SQL Beginners Cheat Sheet

So its been a while again, but push comes to shove and I’m determined to get back on to making a return to this blog. I’m on a bit of a skills development fix at the moment and decided here would be a great spot to report back on what I’ve been doing and to create some documentation on the key learnings.

I recently went through a beginners course on SQL through Code Academy (link to the course here) which I found really interesting and potentially useful for future endeavors.


What is SQL? Known as a ‘Standard Query Language’ its a method of organizing and summarizing data. My general thinking when it comes to this is that taking a structured dataset it allows the user to summarize and manipulate the data. In the case of multiple datasets, it connects them through a common tie so the user can get a better understanding of how they interact.

Why is it potentially useful? I’ve experienced SQL in the context of a data tool where the language organizes raw data in such a way that its  a readable output for the end-user. When thinking about it in terms of even a basic excel spreadsheet, the language allows for the data to be summarized and reformatted saving the user from having to do a lot of manual work.

Below is a select set of terms from the course and example code:


; is used as an ‘End statement’ and is placed at the end of a command. It tells the system to move to the next query statement.

There are three basic functions of the SQL language: To BUILD, ANALYZE or JOIN data tables.


CREATE TABLE: is a command telling the system to build a new data table.

table_name(***): labels a table for use in queries and joining with other tables.

column_1 data_type: defines what data goes into a particular column (can be text, date, number etc.) These can be layered up to create a series of columns

INSERT INTO: is a formatting command used for define the set columns. Following this, column titles can be added ex: (id, name, age).

VALUES: This is a command used to enter in individual entries. Its formatted as VALUES (row value 1, row value 2…);

UPDATE: used to change entries in a table. Using ‘SET’ and ‘WHERE’ entries, data within the table can be altered

ALTER TABLE: Where as UPDATE alters an entry, ALTER TABLE allows the user to change or add data columns.

DELETE FROM: Deletes rows from a table.


Example Code:

CREAT TABLE table_name (
 column_1 data_type,
 column_2 data_type,
 column_3 data_type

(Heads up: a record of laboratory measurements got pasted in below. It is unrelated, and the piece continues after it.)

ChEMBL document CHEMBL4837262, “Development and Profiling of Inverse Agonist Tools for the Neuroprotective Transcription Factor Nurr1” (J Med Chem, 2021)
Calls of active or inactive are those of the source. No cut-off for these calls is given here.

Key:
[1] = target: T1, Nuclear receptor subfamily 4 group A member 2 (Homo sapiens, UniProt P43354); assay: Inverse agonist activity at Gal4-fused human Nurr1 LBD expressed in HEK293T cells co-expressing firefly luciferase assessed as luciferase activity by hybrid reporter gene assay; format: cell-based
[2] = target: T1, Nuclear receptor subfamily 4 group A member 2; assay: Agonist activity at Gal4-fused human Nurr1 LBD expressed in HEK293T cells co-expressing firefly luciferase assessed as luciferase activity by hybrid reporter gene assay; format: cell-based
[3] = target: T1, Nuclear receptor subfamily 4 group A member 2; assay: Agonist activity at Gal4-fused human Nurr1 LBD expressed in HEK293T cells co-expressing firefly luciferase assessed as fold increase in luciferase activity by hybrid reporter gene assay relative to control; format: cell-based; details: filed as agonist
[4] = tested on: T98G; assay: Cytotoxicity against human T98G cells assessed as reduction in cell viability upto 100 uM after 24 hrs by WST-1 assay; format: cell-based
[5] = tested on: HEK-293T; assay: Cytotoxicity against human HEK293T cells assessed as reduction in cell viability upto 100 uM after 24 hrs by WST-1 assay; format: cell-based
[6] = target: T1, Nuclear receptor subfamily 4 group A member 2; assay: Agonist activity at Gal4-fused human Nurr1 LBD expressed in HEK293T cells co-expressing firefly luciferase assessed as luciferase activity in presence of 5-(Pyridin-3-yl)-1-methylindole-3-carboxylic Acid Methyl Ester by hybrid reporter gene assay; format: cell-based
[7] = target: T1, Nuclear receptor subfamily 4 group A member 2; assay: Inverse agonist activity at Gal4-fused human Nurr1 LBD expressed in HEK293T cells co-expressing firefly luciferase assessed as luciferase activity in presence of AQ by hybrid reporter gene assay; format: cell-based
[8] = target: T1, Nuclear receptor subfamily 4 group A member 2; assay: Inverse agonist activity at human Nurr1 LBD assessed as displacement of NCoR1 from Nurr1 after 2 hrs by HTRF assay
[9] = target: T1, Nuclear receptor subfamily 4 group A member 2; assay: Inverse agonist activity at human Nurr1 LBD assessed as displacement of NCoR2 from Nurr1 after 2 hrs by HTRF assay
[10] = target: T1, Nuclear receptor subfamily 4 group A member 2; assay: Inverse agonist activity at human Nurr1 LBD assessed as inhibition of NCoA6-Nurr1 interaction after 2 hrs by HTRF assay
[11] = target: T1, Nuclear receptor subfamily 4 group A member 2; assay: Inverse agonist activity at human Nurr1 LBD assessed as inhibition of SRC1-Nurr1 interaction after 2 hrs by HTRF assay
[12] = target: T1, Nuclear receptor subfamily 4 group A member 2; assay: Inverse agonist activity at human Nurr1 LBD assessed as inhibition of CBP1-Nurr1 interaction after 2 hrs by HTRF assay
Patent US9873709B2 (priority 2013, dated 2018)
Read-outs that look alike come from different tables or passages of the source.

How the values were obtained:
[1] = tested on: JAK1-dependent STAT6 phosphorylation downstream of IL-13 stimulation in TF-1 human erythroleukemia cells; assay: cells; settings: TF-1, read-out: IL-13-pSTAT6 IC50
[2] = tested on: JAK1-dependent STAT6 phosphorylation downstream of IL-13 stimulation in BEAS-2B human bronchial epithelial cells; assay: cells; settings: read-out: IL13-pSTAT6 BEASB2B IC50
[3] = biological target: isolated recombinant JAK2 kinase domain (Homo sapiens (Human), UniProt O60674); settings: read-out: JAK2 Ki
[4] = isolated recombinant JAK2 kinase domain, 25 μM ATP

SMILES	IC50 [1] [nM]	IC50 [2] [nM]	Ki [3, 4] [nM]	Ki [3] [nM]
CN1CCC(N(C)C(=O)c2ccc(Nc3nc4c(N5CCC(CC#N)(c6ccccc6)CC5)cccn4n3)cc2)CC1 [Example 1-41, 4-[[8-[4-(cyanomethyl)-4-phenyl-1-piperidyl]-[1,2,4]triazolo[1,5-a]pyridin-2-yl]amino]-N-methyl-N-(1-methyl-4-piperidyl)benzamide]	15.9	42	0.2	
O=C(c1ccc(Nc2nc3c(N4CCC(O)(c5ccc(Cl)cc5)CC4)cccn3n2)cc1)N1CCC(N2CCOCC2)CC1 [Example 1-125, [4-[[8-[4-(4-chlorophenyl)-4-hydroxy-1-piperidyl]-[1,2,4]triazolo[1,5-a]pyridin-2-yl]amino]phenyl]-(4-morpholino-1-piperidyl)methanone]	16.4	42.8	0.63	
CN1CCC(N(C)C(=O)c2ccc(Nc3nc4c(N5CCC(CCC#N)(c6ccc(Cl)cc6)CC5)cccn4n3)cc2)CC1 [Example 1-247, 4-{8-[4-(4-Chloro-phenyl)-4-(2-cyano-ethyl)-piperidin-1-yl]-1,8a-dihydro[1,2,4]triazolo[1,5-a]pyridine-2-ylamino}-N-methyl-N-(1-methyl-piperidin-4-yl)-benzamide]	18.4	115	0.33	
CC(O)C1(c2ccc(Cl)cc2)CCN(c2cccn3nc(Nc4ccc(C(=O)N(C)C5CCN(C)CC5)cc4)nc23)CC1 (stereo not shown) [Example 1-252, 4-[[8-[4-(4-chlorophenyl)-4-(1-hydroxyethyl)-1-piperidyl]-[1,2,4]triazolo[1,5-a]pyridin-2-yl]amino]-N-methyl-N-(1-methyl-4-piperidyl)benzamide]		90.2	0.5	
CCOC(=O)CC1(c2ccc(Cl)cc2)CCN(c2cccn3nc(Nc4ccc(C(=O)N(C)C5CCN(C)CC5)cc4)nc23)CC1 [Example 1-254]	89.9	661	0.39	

INSERT INTO celebs (id, name, age)
VALUES (1, 'Justin Bieber', 21);
 SELECT *FROM celebs;
UPDATE celebs
 SET age = 22
 WHERE id= 1;
 SELECT *FROM celebs;
 twitter_handle TEXT;
 SELECT *FROM celebs;
DELETE FROM celebs WHERE twitter_handle IS NULL;


SELECT *FROM ‘table name': displays all data from the labeled table the SQL interface. The * is used to notate ‘select the whole table’. Other commands such as ‘SELECT DISTINCT’ can be used to summarize a table further based on a column or row entry.

BETWEEN: Is a filter option for the use of numerical data.

ORDER BY: organizes a data set. A related command DESC/ASC(aka: Descending/Ascending) can be used to organize numbers by a set parameter.

LIMIT: Sets maximum number of rows pulled from a dataset.

GROUP BY: organizes data by a specific column entry (example: type of apple).

COUNT: summarizes numerical data by a category (example: how many entries contain X)

SUM: Counts up the numerical data of a particular column in a table ( Ex: How many impressions in total).

MAX(): finds the largest value of a criteria.

MIN(): finds the smallest value of a criteria.

AVG(): finds the average of a criteria.

ROUND(): rounds decimal numbers to a specific integer.


SELECT* FROM movies WHERE imdb_rating >8;
SELECT * FROM movies
 WHERE name LIKE 'Se_en';
 ORDER BY imdb_rating DESC;

SELECT price, ROUND(AVG(downloads),2) FROM fake_apps GROUP BY price;


JOIN: creates a common column between two tables which joins the data set together (ex: id_actormovie JOIN ID_Actor)

ON: states the parameter of the join.

Inner Join: joins entries when a join criteria is met.

Left Join: Combines two tables together side by side and provides a NULL value when the join parameters are not met.

AS: When joining a table this allows columns of the joined table to be renamed without affecting the original unjoined tables.


albums.name AS 'Album', albums.year, artists.name AS 'Artist'
 FROM albums JOIN artists ON albums.artist_id = artists.id WHERE albums.year >1990

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